Embracing Limits

Those of us who care about the future of life on Earth decline the invitation. We are committed to the idea that the human race can be more than an ever-gaping mouth swallowing the world. We want to work toward a future in which humanity limits its appropriation of the biosphere and wild nature continues to flourish. In this way, I believe, we stand up for what is best in humanity.

In the world serious environmentalists seek to create, polar bears continue to hunt seals along the Arctic pack ice. Sperm whales fight unseen duels-to-the-death with giant squids a mile below the ocean’s surface. Arctic terns knit together the North and South Poles in their twice-yearly migrations, covering forty-four thousand miles annually. The great forests of the Amazon, Borneo and the Congo remain standing, remain breathing, remain overflowing with life and are not cut down to accommodate displaced peasants or to grow sugarcane to fuel an ever-growing world auto fleet. In that world, many of the biosphere’s grasslands are restored to wild ecosystems brimming with wildlife. Rivers run free of dams, overexploitation and pollution, so they can become again (in the language of the Song of Solomon) “living waters.” Sea turtles and sharks are brought back from the precipice of extinction. Large land animals, from wolves and cougars to tigers and elephants, are also restored and granted the unbroken expanses of untrammeled nature they require to live and evolve. In the world we envision we stop cutting old growth, period; indeed we leave many of the world’s forests alone because our need for pulp, wood, land and fuel is so vastly reduced.

In the world environmentalists seek to create, our children’s and our grandchildren’s right to enjoy natural beauty remains secure, rather than being sacrificed upon the altars of greed, materialism, or desperate need. They can explore and enjoy wild nature, in parks and open spaces close to home, or backpack and canoe across great wilderness areas. Their pictures and memories need not become memorials to what has been lost, as so many of our own have become. Instead, they may share the experiences and the places they have loved with their own children and grandchildren and so on, in perpetuity.

Full World

Since I am an American, I have a special concern to preserve wild places in the United States and I do not apologize for that concern. That is how environmentalism works, when it works, with people standing up and fighting for those places that are near and dear to them. But like most of my fellow environmentalists, I do not seek to preserve our own beloved landscapes by displacing the ecological costs of Americans’ excessive consumption elsewhere. Instead, I strive to reduce such consumption myself and try to convince my fellow citizens to do likewise. At the same time I decline to support the folly of nations that have high fertility rates by encouraging them to send their excess inhabitants to the United States. The American frontier closed long ago; we are “full up.” The ecological damage to the North American continent has already been exorbitant and it is time to conserve the wild nature and nonhuman species that remain, many of which are in decline. From a global ecological perspective, the last thing the world needs is hundreds of millions more Americans.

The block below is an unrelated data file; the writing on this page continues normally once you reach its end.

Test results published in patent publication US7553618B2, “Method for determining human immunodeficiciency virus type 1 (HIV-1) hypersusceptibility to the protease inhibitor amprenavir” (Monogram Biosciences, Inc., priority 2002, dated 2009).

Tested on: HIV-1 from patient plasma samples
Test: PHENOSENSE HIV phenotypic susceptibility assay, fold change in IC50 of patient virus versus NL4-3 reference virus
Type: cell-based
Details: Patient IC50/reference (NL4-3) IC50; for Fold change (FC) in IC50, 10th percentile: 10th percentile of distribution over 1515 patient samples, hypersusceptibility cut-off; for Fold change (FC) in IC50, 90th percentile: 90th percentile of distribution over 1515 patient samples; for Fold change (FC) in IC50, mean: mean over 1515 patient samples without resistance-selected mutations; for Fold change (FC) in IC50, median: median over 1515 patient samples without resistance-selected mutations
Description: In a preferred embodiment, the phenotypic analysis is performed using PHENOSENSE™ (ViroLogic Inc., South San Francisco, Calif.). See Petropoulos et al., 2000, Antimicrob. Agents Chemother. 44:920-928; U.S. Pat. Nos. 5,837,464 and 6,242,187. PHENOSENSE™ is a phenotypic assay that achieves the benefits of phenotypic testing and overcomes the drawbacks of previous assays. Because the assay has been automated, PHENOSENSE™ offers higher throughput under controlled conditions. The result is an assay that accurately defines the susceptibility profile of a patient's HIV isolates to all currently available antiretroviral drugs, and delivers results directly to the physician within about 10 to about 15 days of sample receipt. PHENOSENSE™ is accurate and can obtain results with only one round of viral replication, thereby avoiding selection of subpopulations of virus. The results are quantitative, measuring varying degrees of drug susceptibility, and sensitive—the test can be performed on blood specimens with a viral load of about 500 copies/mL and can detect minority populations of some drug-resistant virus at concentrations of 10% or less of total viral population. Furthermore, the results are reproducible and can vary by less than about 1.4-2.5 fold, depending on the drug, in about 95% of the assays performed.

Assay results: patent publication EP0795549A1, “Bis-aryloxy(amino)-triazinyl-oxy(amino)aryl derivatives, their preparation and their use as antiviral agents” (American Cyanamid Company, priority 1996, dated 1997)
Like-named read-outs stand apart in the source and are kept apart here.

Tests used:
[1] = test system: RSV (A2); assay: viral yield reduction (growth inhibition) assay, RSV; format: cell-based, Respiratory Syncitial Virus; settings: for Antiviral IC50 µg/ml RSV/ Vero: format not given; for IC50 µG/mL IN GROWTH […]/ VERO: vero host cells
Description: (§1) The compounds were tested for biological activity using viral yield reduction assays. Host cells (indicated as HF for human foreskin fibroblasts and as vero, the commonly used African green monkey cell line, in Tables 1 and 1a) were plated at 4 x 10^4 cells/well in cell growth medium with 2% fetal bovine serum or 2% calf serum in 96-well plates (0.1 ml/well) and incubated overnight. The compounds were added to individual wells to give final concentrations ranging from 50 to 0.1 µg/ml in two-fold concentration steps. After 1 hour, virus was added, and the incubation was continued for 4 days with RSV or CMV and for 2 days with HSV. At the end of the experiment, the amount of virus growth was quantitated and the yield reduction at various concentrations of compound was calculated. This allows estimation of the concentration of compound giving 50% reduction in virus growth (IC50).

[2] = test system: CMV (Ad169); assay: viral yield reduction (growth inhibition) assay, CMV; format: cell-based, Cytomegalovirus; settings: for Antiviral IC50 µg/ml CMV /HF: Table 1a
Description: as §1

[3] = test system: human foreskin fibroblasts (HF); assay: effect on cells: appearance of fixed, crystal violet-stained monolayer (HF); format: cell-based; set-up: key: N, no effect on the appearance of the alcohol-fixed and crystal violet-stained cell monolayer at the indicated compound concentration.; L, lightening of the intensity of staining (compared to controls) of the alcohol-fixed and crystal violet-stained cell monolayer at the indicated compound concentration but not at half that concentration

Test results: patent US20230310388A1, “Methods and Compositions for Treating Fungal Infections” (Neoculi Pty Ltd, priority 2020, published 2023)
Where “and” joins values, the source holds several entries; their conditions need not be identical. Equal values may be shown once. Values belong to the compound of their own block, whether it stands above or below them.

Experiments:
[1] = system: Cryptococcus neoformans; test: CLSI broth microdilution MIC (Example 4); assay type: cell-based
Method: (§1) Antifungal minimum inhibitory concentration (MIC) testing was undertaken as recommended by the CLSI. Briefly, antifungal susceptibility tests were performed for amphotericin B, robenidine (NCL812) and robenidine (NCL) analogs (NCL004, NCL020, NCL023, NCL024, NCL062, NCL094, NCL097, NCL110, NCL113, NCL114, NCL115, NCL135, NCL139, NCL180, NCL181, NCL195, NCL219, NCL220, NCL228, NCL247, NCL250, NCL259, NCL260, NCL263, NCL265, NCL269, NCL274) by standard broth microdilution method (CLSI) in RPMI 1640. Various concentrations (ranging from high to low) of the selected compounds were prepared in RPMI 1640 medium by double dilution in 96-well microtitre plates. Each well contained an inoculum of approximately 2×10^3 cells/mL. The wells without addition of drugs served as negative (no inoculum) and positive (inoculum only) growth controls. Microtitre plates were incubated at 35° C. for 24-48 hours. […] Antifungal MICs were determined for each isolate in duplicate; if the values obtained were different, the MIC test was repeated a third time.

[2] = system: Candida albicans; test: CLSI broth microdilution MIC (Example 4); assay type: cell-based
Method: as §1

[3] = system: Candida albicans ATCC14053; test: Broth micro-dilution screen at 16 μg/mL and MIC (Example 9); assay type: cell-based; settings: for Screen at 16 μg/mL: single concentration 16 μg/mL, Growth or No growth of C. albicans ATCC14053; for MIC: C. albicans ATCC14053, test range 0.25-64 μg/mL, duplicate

Ending Growth

No country can preserve wild nature in the context of endless economic or demographic growth, nor can the world as a whole. Either of these tsunamis, by itself, will wash away the wild species, the wild places we love and will threaten essential ecosystem services. Hence we must commit to ending the endless growth economy and support the family planning, abortion, women’s empowerment, tax and immigration policies necessary to stabilize and then reduce populations around the world and in the United States. Anything less is neither ecologically sustainable nor fair to the rest of nature. For these reasons we should reject suggestions from the Left to focus on reforming the economy while ignoring population growth and reject suggestions from the Right to limit population growth, through reduced immigration, while maximizing per capita economic growth. Such recommendations betray a weak commitment to sustainability and a shallow understanding of what is necessary to achieve it.

Serious environmentalists are committed to an end to conventional economic and demographic growth. But we do not seek the creation of some static, unchanging reality. Humanity can and should continue to grow in all sorts of ways: morally, intellectually, spiritually, creatively. It would be great if we grew in our understanding and appreciation for nature and in our willingness to share the world with other species.

Is humanity really a cancer of the biosphere, unwilling or unable to control itself? We will likely find out this century.

— Philip Cafaro is Professor of Philosophy at Colorado State University. This essay is adapted from the epilogue in Life on the Brink: Environmentalists Confront Overpopulation.